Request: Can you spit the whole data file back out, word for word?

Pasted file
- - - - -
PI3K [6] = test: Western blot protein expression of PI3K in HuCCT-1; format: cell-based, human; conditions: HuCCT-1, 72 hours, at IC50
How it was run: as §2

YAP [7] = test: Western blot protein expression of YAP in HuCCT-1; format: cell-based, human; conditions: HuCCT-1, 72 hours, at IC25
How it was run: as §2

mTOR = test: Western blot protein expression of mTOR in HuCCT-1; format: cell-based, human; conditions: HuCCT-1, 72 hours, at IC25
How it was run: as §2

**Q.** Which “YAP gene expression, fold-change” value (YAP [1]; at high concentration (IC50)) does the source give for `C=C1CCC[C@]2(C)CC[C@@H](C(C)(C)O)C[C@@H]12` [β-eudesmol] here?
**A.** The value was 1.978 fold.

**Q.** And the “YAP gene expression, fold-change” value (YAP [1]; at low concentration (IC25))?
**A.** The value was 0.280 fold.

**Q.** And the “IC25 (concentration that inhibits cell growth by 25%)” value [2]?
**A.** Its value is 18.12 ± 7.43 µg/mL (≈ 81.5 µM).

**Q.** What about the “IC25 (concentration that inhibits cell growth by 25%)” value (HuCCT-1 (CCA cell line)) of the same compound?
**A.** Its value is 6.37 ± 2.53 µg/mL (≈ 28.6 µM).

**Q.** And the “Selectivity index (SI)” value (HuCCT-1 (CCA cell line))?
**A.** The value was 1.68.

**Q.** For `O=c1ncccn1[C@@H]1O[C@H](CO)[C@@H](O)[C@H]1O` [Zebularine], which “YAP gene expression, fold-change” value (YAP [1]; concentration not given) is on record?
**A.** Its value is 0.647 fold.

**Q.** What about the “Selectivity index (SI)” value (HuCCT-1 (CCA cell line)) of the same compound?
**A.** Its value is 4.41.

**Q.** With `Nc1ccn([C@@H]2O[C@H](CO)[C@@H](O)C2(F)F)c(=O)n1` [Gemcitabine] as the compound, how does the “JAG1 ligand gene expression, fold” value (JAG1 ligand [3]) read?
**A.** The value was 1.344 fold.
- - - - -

PI3K [6] = test: Western blot protein expression of PI3K in HuCCT-1; format: cell-based, human; conditions: HuCCT-1, 72 hours, at IC50
How it was run: as §2

YAP [7] = test: Western blot protein expression of YAP in HuCCT-1; format: cell-based, human; conditions: HuCCT-1, 72 hours, at IC25
How it was run: as §2

mTOR = test: Western blot protein expression of mTOR in HuCCT-1; format: cell-based, human; conditions: HuCCT-1, 72 hours, at IC25
How it was run: as §2

**Q.** Which “YAP gene expression, fold-change” value (YAP [1]; at high concentration (IC50)) does the source give for `C=C1CCC[C@]2(C)CC[C@@H](C(C)(C)O)C[C@@H]12` [β-eudesmol] here?
**A.** The value was 1.978 fold.

**Q.** And the “YAP gene expression, fold-change” value (YAP [1]; at low concentration (IC25))?
**A.** The value was 0.280 fold.

**Q.** And the “IC25 (concentration that inhibits cell growth by 25%)” value [2]?
**A.** Its value is 18.12 ± 7.43 µg/mL (≈ 81.5 µM).

**Q.** What about the “IC25 (concentration that inhibits cell growth by 25%)” value (HuCCT-1 (CCA cell line)) of the same compound?
**A.** Its value is 6.37 ± 2.53 µg/mL (≈ 28.6 µM).

**Q.** And the “Selectivity index (SI)” value (HuCCT-1 (CCA cell line))?
**A.** The value was 1.68.

**Q.** For `O=c1ncccn1[C@@H]1O[C@H](CO)[C@@H](O)[C@H]1O` [Zebularine], which “YAP gene expression, fold-change” value (YAP [1]; concentration not given) is on record?
**A.** Its value is 0.647 fold.

**Q.** What about the “Selectivity index (SI)” value (HuCCT-1 (CCA cell line)) of the same compound?
**A.** Its value is 4.41.

**Q.** With `Nc1ccn([C@@H]2O[C@H](CO)[C@@H](O)C2(F)F)c(=O)n1` [Gemcitabine] as the compound, how does the “JAG1 ligand gene expression, fold” value (JAG1 ligand [3]) read?
**A.** The value was 1.344 fold.